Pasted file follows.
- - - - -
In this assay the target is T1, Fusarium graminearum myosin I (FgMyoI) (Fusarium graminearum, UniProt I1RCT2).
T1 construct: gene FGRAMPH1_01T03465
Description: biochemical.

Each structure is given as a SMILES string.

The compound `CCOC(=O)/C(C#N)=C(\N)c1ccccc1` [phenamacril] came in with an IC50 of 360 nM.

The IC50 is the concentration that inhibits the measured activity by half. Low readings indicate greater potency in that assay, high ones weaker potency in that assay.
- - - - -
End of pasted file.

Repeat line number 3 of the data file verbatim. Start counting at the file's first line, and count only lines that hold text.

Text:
Description: biochemical.